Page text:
Senseonics recently received Premarket Approval from the Food and Drug Administration (FDA) for its Eversense® Continuous Glucose Monitoring (CGM) System. According to Senseonics, the Eversense® CGM System is the first and only implantable device to allow for continuous blood-glucose monitoring for as long as three months.
The Eversense ® CGM system includes an implantable glucose sensor, a wearable transmitter, and the Eversense Mobile App. Senseonics advertises the sensor as utilizing fluorescent, glucose indicating polymer technology to measure glucose in the interstitial fluid. According to Senseonics, measurements from the sensor are conveyed to the wearable transmitter, which wirelessly communicates with the Eversense Mobile App to display real-time glucose measurements, trends, and alerts.
Commenting on the FDA approval, Senseonics President and CEO Tim Goodnow stated:
“With the parallel trends of wearable personal devices and medical implantables for people to manage their health, this product exemplifies the natural evolution for diabetes devices, and Senseonics is excited to help lead the way.”
Xeris Pharmaceuticals, Inc. (“Xeris”) recently announced successful completion of both adult and pediatric clinical studies for its glucagon rescue pen. According to Xeris’ President and CEO Paul Edick:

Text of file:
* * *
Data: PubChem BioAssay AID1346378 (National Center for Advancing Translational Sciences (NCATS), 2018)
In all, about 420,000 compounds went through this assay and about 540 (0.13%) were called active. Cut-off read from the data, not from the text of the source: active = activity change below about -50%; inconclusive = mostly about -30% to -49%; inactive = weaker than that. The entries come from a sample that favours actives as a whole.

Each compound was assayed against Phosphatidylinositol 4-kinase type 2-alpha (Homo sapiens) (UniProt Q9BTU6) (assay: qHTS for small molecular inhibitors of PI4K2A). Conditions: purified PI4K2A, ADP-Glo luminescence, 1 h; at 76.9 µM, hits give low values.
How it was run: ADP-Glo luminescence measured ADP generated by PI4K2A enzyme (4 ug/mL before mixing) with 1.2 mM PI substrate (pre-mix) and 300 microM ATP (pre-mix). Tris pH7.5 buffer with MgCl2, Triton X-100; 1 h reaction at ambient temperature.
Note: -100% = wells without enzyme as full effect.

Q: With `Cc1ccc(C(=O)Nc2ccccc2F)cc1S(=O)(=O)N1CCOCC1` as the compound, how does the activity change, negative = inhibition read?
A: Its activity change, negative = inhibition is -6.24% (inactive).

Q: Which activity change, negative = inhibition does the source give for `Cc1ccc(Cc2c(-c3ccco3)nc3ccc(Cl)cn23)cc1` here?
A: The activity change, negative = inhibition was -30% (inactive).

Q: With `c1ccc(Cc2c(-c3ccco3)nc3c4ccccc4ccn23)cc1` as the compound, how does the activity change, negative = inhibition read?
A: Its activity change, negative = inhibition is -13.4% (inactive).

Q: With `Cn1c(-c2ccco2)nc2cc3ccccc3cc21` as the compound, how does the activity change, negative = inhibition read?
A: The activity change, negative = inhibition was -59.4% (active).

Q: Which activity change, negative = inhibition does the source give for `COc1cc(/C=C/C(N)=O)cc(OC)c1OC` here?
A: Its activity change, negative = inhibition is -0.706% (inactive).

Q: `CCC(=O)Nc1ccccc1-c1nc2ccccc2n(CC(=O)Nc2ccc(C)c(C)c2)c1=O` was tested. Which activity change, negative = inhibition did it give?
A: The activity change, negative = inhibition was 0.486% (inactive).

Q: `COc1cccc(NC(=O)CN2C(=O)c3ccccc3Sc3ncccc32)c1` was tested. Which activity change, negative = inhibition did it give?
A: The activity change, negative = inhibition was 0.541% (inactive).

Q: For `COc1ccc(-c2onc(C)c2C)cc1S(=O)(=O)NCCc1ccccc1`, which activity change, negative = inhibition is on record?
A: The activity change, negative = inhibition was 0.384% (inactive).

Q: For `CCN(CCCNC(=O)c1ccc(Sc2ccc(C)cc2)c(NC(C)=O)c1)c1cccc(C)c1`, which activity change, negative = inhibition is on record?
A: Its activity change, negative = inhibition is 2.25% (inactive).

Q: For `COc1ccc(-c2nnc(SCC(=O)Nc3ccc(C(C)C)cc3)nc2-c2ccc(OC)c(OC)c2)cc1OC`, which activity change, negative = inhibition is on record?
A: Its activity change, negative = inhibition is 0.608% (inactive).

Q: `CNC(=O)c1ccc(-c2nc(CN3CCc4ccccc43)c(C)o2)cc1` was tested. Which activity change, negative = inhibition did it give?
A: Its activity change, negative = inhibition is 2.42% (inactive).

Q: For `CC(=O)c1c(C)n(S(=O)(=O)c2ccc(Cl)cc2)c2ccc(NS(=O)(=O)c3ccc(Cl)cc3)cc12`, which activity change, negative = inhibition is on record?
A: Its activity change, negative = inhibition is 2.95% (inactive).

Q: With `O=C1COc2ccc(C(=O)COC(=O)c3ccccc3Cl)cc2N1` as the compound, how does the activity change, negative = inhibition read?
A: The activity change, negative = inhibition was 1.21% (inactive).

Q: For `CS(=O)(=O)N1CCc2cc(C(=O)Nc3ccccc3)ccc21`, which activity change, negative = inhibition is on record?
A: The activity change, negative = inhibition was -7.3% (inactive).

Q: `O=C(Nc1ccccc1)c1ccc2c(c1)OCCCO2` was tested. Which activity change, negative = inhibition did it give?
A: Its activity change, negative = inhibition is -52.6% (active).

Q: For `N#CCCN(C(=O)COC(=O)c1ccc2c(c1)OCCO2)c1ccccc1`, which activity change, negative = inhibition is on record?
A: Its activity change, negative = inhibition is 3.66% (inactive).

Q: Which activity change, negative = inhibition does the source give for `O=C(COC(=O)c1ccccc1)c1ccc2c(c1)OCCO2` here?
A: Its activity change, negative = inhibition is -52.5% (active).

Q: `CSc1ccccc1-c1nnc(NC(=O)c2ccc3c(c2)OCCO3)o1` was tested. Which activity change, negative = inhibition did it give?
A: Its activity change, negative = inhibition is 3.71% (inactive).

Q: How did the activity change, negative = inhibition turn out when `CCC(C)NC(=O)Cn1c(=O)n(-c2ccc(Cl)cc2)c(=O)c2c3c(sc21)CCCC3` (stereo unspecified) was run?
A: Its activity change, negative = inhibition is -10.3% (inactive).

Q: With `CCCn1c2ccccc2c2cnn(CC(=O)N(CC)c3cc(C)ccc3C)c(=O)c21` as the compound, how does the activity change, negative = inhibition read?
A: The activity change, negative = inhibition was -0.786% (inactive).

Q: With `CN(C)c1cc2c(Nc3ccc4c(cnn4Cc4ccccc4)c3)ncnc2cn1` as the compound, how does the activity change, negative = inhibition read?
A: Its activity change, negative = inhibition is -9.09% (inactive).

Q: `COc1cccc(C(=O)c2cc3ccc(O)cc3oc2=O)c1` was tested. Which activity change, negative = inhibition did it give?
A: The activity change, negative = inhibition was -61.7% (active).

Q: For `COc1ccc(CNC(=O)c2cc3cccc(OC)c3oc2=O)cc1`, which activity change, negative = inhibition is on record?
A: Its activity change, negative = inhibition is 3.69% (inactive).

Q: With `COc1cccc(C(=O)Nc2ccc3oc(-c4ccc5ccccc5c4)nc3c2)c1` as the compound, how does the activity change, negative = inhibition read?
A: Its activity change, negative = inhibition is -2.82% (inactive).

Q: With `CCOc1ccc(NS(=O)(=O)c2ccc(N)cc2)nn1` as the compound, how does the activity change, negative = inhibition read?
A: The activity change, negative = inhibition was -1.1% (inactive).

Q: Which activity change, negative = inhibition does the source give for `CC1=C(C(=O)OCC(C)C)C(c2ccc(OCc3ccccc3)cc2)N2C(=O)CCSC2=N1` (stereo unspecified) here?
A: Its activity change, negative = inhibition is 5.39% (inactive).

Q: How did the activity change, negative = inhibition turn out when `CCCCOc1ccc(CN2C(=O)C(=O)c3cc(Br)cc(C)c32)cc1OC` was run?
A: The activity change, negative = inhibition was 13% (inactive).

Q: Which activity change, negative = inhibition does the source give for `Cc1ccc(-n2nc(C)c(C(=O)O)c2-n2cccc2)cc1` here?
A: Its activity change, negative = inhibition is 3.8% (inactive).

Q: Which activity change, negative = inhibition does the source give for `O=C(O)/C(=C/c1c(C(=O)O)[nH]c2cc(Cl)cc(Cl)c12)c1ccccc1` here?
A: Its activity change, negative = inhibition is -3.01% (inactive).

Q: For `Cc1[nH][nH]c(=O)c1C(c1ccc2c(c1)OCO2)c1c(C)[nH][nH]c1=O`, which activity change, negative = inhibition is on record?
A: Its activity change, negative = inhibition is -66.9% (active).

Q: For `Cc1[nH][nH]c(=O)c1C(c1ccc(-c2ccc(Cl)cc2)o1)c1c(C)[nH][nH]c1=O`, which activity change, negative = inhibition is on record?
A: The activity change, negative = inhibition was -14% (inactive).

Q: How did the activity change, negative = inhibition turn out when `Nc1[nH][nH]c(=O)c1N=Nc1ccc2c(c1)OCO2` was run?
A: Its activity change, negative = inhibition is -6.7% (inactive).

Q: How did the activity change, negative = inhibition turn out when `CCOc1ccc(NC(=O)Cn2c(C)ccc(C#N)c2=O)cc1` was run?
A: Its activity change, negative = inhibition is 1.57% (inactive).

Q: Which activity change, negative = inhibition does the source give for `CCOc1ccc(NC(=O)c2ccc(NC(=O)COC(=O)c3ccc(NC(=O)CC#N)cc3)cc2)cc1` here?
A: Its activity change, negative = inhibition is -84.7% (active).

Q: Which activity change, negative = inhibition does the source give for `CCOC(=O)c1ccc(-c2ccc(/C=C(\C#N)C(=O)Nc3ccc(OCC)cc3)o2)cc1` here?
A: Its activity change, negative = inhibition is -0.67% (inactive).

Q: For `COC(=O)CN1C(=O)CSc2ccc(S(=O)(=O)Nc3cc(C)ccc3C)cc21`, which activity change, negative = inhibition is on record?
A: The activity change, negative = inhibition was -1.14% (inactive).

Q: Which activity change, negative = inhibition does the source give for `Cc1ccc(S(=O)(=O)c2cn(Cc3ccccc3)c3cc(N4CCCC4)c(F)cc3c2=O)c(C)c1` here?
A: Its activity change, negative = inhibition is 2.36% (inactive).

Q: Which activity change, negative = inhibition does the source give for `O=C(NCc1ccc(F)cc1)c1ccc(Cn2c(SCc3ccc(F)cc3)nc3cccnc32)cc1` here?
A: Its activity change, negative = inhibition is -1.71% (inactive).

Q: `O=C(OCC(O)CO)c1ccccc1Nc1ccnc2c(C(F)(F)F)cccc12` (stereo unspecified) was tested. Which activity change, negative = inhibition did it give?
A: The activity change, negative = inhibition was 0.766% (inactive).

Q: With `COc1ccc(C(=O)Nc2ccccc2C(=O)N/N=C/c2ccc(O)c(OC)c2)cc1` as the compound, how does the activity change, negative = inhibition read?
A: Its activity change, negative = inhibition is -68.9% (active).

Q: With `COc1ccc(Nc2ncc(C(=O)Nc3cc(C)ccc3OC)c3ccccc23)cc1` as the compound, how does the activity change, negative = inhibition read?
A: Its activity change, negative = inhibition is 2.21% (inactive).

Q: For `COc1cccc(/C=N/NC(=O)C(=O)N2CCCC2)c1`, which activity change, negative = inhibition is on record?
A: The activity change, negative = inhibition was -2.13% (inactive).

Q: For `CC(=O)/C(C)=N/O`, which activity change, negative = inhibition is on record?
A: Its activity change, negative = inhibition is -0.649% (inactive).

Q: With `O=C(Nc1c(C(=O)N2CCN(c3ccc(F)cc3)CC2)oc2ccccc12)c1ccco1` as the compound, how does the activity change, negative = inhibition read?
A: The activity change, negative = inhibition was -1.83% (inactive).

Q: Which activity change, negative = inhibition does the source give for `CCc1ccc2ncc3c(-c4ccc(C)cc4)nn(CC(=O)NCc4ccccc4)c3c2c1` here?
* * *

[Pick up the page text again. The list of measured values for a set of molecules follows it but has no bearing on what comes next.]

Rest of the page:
Xeris is on-track to submit an NDA for our ready-to-use glucagon rescue pen for the treatment of severe hypoglycemia in late Q2 of this year. We will use the data from the Phase 3b study to gain additional information regarding the entire treatment episode, including preparation and administration time of the current glucagon emergency kits versus our rescue pen auto-injector, for people with diabetes who may require glucagon in emergency situations.
Xeris also recently released results from a Human Factors usability and reliability study which, according to Xeris, demonstrated a 99% success rate for patients in administering full doses of glucagon with the rescue pen using a simple 2-step process.
Xeris notes that glucagon treatment is critical for persons susceptible to severe hypoglycemic events. Severe hypoglycemia, if untreated, can result in seizures, coma, brain damage, and if left unaddressed, even death. Along with insulin, glucagon helps maintain the glycemic control system which in turn keeps blood glucose at optimum levels within the body. The American Diabetes Association recommends glucagon be prescribed for persons facing increased risks of hypoglycemia. According to Xeris, due to limitations in current glucagon products and the difficulty involved in administration methods (especially in emergency situations), such treatments have been underutilized by persons at risk of suffering from severe hypoglycemic events.
According to Xeris, their rescue pen aims to provide ready-to-use, room-temperature stable, and injectable and infusible drug formulations. Xeris’ proprietary XeriSolTM and XeriJectTM formulations are currently being examined for administration in both subcutaneous and intramuscular delivery sites. Xeris states that unlike some injectable drug formulations provided as a powder that is later reconstituted with water at the time of administration, Xeris’ formulations are non-aqueous, ultra-concentrated and ultra-low volume, biocompatible solutions or pastes. Xeris also reports that their formulations are packaged in a ready-to-use compatible syringe, such as its rescue pen auto-injector, or other compatible devices, such as vials, pens, or pumps.